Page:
## Say what?

Mike Miller received the text below via WeChat recently, where it seems to be making the rounds:

Gěi dàjiā jiǎng yīgè gǎnrén de gùshì: Yīgè qiāng kōng hé jī shè jī cǎn chǐ dú ē, túrán, chài yī líng diàn máo bīn qǐ, lí yuè miè chán…ránhòu jiù sǐle. Tài gǎnrénle…! Zhè gùshì jiào “yīgè wénmáng de bēi'āi”. Dàjiā wǎn'ān, míngtiān jiàn!

Let me tell everybody a touching story:  A blah blah blah blah.  Suddenly, blah blah blah, blah blah….  After that he died.  This is so touching.  This story is called "The sorrow of an illiterate".  Good night, everybody.  See you tomorrow.

VHM:  Pinyin transcription and translation added by me.

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## One can't deny that it isn't comforting

Jordan Hoffman, "Mother's Day review — almost transcendentally terrible", The Guardian 4/28/2016:

One can’t deny, however, that this sort of badness – this transcendent, almost unearthly badness – isn’t oddly comforting.

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## Ted Cruz's "basketball ring" — or was it "rim"?

Ted Cruz has gotten a lot of very creative grief for apparently messing up the re-enactment of a scene from the movie Hoosiers by referring to the height of a "basketball ring":

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## Tones and the alphabet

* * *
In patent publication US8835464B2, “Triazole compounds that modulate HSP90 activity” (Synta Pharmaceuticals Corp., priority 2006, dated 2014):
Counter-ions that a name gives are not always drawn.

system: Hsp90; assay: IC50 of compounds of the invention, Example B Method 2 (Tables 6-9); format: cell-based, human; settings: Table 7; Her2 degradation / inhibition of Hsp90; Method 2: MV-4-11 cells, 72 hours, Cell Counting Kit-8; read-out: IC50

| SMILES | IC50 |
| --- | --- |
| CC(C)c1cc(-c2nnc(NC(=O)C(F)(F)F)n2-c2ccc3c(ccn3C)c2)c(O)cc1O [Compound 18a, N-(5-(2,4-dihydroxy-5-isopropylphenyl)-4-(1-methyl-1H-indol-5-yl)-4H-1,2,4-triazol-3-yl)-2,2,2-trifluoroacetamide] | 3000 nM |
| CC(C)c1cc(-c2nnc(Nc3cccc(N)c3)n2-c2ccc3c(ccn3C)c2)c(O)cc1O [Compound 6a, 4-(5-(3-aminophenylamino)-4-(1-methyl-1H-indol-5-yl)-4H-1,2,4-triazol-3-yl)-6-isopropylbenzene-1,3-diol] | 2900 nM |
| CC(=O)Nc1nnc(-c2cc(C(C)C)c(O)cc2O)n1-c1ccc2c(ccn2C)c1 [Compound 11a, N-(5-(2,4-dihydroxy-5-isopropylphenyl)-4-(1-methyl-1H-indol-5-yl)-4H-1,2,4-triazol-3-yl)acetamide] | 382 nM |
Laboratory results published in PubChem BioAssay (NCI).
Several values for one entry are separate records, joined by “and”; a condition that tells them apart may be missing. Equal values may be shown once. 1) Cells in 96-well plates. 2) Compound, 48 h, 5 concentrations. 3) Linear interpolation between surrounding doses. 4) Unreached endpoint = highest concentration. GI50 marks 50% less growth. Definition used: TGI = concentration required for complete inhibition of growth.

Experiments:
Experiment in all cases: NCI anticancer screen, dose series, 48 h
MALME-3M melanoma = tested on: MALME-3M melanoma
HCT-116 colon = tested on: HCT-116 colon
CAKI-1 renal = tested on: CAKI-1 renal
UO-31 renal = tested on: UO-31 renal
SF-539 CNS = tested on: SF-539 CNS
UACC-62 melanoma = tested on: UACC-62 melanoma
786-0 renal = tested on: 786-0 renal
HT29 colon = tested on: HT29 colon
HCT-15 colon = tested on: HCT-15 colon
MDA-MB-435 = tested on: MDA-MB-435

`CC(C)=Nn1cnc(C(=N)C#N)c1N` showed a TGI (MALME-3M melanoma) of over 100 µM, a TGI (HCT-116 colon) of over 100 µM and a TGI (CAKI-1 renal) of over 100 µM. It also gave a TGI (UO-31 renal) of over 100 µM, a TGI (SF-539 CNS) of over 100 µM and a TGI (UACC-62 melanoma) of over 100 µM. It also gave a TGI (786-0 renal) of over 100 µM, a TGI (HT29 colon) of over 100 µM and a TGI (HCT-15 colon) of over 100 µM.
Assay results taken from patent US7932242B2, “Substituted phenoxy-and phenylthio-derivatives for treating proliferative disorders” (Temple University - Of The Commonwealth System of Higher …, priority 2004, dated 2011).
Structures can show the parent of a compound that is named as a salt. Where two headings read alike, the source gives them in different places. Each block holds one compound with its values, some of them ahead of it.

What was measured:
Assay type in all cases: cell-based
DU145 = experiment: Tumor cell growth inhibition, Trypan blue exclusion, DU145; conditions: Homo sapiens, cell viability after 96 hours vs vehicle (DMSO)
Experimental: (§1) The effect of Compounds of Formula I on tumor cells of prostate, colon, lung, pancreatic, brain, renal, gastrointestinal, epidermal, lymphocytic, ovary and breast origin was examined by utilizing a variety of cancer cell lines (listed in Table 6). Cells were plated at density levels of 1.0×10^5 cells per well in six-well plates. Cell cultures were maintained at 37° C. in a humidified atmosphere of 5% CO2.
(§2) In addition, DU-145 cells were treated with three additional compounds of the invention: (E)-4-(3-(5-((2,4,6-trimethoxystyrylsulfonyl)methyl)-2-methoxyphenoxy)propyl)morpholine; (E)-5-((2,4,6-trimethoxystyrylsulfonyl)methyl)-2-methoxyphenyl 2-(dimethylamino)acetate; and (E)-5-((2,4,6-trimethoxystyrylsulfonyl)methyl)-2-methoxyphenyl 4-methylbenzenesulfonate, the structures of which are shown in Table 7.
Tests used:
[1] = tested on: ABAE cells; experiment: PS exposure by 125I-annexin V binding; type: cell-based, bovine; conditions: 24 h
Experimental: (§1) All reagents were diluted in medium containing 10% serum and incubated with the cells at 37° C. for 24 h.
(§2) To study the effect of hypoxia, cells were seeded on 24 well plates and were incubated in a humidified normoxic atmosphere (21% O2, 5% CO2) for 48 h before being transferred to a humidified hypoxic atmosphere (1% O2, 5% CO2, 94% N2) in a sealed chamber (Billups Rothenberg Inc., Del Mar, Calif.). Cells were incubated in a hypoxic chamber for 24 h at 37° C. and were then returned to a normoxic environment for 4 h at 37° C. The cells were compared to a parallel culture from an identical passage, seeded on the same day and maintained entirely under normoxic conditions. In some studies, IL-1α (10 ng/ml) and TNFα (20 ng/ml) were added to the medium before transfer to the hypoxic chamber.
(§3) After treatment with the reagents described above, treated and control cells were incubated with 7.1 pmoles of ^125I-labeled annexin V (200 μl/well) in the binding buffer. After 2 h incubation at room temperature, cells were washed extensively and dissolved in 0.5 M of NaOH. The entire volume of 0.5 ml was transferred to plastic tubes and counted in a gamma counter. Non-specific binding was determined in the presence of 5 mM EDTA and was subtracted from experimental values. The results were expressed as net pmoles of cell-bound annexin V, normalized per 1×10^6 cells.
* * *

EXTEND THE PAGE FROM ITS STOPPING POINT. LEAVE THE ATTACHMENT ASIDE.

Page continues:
The question of whether tones are added to alphabet words used in Sinitic languages arose in the discussion that followed this post:

"Papi Jiang: PRC internet sensation" (4/25/16)

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## Dictionaries can be dangerous

From the Hydraulic Press Channel on YouTube:

## Slowed speech

This is pretty funny. Rob Beschizza, "Trump slowed 50%", BoingBoing 4/19/2016:

Everyone sounds drunk or stoned when slowed down 50%, but doing so to Trump reveals that his bizarre, digressive speech patterns are uncannily like a drunk sped up 200%.

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## LipsyncHK

Near the Star Ferry terminal on the Hong Kong Island side, Bea Lam noticed a number of fantastic, huge, colorful posters plastered on the walls as part of a “LipsyncHK” project that showcases Cantonese phrases and encourages visitors to try them out.  Bea was (very happily) surprised to see this large and open demonstration of Cantonese pride in a government-sponsored project, given the political environment.

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## Papi Jiang: PRC internet sensation

Tom Mazanec wrote in to call Papi醬 (jiàng means "thick sauce; jam-like or paste-like food") to my attention.  Tom explains:

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## Cactus Wawa revisited

One of the most intriguing and enthralling Language Log posts is this one:

I spent months doing the research for that post and, although it garnered 80 helpful comments, I still felt that there were some loose ends.  Consequently, I was delighted to receive last week (4/13/16) the following message from Robert Cheng, the brother of the owner of the teashop: